RADICAL plans have been launched to transform Havant – with the creation of a new town square and the demolition of several old buildings.
The plans would involve redeveloping the corner of North Street and East Street, including demolishing the 123-year-old White Hart pub.
To create the town square in West Street, a 200-year-old wall next to St Faith’s Church would be removed.
However, this part of the plan has drawn concerns as it raises questions over the future of gravestones behind the wall, as well as the location of Havant’s war memorial.
Local historian Ralph Cousins told The News this part of Havant may have more than 23,000 human remains as the church is well over a millennium old.
The plans are in their earliest stages and have been drawn up by Havant Borough Council. No developer is involved at present.
The area for redevelopment extends from Poppins cafe in North Street to the Bear Hotel in East Street.
Apart from listed buildings, Glanville’s old offices and the older part of the Bear Hotel, the present buildings would be demolished and replaced with 73 homes, of which half would be flats. Some properties would have shops or restaurants on the ground floor.
The pavement would be widened, with the new building set back in a curve.
At the corner would be an archway, giving access to the interior of the development, which could include building on part of the Bear Hotel car park and the church hall.
Meanwhile, in West Street, which is already semi-pedestrianised, the area next to the church would be widened and flattened, giving full pedestrian access to create a plaza.
Traders told The News something had to be done in that corner of Havant, where several buildings stand empty.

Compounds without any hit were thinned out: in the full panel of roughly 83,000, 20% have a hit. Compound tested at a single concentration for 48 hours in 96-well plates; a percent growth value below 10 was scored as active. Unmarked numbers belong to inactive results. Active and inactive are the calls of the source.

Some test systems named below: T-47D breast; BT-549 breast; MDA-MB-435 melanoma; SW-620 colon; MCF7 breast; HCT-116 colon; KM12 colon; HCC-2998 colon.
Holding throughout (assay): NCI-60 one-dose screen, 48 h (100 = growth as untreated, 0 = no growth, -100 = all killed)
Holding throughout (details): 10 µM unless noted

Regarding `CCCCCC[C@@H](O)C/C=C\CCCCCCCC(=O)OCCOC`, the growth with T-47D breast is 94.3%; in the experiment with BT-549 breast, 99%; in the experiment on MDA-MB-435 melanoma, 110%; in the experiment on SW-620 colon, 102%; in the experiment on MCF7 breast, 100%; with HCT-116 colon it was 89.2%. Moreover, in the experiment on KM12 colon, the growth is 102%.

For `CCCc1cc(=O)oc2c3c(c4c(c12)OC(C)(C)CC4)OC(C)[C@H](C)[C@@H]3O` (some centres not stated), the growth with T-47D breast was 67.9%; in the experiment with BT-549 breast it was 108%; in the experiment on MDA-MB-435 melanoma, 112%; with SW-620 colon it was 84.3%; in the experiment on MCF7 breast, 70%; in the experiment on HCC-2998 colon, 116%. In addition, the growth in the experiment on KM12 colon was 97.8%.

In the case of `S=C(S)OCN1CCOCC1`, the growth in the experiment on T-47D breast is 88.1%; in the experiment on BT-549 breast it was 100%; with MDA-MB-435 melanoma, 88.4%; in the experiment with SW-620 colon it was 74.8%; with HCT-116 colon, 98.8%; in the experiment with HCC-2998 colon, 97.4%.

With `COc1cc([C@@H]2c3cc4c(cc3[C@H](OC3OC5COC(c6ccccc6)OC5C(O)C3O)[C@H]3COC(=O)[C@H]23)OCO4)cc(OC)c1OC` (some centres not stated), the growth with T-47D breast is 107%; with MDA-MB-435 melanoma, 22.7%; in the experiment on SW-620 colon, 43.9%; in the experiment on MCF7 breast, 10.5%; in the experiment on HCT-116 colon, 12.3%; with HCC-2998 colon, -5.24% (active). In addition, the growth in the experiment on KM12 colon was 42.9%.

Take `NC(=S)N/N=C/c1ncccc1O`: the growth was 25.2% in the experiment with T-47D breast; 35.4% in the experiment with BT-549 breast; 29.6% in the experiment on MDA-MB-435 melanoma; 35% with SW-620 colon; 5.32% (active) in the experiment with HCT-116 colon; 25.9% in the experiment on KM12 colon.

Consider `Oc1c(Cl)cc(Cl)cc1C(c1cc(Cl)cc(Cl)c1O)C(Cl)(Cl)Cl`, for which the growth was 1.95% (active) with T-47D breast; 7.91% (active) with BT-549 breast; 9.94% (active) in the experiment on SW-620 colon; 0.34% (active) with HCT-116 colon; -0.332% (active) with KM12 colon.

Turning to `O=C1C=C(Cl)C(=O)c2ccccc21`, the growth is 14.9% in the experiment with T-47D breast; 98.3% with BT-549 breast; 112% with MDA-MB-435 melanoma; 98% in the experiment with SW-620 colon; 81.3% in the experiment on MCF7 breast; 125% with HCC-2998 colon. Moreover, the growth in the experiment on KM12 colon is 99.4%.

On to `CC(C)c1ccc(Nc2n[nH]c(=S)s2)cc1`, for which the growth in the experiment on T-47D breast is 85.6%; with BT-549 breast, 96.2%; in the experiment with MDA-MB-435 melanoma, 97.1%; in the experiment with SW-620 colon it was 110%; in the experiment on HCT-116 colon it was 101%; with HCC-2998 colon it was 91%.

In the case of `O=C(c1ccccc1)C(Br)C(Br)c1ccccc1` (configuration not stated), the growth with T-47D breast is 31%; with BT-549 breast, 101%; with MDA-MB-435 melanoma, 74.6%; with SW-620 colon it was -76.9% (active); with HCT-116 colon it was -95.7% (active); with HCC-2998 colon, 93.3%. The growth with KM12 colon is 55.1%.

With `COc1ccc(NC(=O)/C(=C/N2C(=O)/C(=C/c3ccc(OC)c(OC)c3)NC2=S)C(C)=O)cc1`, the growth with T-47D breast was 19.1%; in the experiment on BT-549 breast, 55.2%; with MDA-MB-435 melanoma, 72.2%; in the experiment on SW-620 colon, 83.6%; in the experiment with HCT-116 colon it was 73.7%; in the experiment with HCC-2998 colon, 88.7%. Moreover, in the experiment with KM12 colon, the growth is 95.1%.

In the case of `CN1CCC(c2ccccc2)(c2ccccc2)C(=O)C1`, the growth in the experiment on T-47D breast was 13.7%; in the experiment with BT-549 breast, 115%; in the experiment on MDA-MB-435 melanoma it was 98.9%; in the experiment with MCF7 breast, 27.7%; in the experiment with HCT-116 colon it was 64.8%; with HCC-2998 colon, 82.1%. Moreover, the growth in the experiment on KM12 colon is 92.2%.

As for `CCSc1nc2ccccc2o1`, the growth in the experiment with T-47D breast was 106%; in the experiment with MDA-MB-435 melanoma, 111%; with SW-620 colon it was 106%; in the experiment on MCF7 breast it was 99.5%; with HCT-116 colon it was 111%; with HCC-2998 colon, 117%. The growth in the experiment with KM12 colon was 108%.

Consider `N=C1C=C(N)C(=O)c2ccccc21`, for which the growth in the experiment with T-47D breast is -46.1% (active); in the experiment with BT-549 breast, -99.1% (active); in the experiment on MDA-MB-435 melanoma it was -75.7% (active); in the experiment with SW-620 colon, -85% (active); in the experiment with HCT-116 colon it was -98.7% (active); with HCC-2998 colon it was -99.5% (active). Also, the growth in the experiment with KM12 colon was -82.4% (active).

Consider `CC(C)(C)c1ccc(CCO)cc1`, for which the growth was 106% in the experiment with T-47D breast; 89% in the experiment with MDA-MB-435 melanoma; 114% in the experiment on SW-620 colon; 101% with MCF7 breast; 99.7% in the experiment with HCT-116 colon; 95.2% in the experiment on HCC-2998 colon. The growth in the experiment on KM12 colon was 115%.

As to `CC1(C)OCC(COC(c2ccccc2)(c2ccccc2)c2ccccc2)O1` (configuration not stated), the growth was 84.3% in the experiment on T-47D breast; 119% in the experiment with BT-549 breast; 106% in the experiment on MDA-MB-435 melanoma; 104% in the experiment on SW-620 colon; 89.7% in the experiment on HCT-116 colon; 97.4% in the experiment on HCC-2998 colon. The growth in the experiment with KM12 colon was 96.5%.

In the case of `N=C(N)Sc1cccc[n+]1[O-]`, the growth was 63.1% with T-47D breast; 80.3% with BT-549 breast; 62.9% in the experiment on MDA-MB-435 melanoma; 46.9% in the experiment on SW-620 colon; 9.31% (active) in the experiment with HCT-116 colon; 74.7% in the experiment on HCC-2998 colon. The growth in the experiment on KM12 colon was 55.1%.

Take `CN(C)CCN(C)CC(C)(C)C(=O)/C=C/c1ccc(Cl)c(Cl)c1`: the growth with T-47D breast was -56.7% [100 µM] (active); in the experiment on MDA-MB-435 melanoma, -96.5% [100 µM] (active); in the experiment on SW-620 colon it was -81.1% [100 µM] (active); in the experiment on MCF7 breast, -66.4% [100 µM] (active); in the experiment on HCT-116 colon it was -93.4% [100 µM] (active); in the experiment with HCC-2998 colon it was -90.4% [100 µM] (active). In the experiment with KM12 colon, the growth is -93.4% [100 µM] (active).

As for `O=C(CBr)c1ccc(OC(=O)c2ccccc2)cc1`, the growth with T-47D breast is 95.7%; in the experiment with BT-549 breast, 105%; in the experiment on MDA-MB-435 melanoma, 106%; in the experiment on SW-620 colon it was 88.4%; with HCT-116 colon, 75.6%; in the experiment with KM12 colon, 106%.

Cathy Roberts, manager at Sue Ryder Care, in North Street, said: ‘It’s regeneration. The town at this end is dying.’
Kate Turner, chairwoman of Havant and Bedhampton Community Network, said: ‘There should be a night-time presence in Havant – a restaurant area.’
But she was concerned about redevelopment of the churchyard.
She added: ‘A lot of the gravestones are very old, but there’s still a feeling of desecration about it.’
Mr Cousins, also a Labour councillor, said: ‘There are a lot of hurdles to get over.’
Canon Peter Jones, from St Faith’s Church, was not available for comment.
The church magazine speaks about the possible ‘stripping back of the church to its original footprint’.
Cllr David Guest, Havant’s deputy leader, said the war memorial could move, but it was too early to say as there were no final designs.
He said: ‘The council is working on plans for the redevelopment of Havant town centre, and hopes to be in a position shortly to hold a public consultation exercise with displays of ideas and options. It is hoped that the public will enter into the idea enthusiastically, and provide their own ideas for how such redevelopment might enhance the public realm.’